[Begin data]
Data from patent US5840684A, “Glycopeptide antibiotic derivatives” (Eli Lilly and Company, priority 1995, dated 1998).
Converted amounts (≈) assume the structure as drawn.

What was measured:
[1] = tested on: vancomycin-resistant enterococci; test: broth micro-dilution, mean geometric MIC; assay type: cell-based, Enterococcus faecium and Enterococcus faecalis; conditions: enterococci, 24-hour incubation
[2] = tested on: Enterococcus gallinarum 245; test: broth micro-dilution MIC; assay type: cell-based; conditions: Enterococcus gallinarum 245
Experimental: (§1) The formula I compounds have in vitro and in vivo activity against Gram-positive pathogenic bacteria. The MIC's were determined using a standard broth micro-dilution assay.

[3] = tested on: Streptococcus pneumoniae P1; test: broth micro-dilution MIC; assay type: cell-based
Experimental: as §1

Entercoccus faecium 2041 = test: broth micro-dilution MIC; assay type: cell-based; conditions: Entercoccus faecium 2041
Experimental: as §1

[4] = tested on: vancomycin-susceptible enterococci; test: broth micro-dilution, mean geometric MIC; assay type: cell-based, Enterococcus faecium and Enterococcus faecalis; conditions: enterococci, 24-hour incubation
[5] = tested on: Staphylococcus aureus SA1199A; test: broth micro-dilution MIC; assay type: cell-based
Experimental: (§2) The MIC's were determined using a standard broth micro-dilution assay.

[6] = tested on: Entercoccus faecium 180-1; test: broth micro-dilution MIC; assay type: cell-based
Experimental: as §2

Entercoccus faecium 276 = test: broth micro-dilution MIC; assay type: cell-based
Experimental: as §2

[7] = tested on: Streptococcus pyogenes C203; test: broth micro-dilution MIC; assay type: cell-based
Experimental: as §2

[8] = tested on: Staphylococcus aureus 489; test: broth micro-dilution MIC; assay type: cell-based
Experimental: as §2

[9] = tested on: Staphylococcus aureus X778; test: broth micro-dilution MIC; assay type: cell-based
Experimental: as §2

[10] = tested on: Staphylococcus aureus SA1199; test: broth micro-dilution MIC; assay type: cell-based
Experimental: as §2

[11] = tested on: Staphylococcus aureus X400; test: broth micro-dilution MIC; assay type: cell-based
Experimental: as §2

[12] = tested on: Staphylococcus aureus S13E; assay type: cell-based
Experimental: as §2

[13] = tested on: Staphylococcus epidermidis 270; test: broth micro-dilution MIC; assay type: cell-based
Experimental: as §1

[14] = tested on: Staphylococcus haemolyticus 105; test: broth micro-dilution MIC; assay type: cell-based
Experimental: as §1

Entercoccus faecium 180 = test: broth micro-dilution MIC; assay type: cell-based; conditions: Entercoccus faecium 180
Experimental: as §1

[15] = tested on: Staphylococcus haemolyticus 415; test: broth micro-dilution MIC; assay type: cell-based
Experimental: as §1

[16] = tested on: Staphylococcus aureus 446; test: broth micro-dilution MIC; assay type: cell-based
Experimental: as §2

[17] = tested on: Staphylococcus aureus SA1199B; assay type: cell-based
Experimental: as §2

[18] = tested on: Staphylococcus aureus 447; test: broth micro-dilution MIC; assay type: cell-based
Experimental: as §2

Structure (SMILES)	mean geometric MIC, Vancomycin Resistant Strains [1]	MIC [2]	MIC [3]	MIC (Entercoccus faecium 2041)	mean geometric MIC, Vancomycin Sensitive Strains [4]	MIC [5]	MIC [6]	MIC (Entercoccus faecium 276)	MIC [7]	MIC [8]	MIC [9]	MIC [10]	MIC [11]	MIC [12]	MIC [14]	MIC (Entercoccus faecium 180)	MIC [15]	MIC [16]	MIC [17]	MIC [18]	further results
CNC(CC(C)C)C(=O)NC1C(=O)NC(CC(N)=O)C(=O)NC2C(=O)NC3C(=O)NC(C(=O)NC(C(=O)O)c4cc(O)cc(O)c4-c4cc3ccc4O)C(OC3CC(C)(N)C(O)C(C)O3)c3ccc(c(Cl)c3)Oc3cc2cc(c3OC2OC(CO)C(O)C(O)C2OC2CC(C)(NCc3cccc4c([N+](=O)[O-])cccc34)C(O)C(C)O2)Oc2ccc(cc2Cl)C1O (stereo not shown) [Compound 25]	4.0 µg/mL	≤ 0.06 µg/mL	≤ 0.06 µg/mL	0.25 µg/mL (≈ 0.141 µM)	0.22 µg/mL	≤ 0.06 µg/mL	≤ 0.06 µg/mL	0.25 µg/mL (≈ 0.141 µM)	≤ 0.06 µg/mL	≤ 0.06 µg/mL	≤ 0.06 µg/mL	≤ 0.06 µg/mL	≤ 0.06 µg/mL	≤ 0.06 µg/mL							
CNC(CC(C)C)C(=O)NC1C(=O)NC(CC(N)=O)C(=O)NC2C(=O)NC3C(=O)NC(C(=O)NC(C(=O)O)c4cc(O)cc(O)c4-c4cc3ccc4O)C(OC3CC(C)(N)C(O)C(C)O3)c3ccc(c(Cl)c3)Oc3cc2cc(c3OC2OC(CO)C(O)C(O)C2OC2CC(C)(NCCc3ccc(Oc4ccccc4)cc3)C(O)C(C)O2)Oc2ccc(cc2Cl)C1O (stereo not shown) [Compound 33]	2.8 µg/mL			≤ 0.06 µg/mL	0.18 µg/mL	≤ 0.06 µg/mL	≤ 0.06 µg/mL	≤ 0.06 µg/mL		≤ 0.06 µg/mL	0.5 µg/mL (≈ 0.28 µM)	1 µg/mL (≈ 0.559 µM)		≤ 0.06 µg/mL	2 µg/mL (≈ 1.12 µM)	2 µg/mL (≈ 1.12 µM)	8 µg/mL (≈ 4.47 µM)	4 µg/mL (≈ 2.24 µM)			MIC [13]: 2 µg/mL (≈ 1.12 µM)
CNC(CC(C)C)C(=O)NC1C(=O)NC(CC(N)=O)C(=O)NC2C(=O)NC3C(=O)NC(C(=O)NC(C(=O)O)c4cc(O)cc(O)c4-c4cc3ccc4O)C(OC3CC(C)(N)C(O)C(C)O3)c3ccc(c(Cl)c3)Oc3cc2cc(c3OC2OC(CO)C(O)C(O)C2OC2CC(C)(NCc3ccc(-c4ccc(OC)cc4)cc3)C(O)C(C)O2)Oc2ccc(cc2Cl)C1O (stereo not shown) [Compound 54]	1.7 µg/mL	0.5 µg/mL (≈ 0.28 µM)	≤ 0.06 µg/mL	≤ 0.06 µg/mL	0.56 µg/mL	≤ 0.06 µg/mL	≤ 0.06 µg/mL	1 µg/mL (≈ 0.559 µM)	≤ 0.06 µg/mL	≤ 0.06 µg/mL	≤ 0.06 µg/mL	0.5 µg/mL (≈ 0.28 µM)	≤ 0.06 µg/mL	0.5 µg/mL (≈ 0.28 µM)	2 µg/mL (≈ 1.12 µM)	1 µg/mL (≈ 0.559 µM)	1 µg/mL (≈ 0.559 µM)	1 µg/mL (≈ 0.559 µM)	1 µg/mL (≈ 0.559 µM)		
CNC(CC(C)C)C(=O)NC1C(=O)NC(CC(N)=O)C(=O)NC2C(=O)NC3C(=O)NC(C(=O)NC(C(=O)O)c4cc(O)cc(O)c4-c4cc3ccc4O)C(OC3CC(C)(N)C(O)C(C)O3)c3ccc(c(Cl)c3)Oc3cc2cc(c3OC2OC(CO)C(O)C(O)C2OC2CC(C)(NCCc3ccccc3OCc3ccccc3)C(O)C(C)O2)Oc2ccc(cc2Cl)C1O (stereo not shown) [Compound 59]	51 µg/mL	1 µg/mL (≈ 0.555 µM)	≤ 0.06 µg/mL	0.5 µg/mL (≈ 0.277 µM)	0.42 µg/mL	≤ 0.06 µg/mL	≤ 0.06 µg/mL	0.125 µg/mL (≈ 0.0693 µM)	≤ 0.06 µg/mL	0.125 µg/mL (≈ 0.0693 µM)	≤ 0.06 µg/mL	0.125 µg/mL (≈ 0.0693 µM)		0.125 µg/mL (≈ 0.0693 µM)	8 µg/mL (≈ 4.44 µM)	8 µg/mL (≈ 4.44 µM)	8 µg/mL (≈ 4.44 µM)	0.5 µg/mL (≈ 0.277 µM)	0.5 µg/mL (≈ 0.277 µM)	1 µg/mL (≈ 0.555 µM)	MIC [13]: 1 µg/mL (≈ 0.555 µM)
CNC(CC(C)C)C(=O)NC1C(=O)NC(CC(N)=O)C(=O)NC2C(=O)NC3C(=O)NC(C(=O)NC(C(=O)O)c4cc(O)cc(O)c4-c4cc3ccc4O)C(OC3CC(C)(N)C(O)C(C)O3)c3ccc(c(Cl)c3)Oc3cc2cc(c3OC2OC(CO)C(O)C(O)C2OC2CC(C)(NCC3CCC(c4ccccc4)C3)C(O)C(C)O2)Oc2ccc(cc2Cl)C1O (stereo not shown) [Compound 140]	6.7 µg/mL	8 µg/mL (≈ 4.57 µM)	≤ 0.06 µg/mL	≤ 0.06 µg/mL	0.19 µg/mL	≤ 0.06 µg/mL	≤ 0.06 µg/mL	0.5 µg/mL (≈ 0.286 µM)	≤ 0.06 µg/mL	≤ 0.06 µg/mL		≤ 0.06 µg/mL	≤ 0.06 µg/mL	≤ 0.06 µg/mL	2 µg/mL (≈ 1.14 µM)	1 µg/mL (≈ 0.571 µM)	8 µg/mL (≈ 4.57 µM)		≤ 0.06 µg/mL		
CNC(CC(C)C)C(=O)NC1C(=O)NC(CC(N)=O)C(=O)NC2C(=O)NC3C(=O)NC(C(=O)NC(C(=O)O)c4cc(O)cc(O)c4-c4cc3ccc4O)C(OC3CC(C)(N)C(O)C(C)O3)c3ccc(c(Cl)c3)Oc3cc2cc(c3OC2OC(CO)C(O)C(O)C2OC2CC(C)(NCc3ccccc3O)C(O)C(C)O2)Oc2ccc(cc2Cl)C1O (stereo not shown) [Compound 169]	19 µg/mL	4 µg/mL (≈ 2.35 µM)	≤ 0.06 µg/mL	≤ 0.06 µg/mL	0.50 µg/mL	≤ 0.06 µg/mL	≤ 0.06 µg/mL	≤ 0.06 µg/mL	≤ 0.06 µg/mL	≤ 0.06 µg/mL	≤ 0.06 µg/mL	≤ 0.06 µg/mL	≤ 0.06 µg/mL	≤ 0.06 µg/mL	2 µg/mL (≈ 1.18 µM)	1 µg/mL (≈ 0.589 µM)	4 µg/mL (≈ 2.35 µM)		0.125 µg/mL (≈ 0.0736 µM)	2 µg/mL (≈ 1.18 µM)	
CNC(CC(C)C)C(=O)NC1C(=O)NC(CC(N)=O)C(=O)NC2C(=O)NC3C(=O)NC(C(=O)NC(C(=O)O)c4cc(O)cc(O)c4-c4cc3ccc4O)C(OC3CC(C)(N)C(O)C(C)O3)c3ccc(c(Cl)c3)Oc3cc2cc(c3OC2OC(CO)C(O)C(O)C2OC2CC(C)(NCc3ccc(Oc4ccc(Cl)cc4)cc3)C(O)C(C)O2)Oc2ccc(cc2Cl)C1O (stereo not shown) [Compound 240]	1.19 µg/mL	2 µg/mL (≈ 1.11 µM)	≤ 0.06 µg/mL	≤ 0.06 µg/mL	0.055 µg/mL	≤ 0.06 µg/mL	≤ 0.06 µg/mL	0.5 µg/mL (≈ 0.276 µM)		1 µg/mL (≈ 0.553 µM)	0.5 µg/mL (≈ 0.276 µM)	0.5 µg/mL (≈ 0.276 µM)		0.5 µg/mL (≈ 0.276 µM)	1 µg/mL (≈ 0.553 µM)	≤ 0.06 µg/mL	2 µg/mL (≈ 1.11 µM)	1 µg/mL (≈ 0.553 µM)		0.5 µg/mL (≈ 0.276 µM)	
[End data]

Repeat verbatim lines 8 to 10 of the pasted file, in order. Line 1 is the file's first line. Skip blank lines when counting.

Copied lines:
Experimental: as §1

Entercoccus faecium 2041 = test: broth micro-dilution MIC; assay type: cell-based; conditions: Entercoccus faecium 2041
Experimental: as §1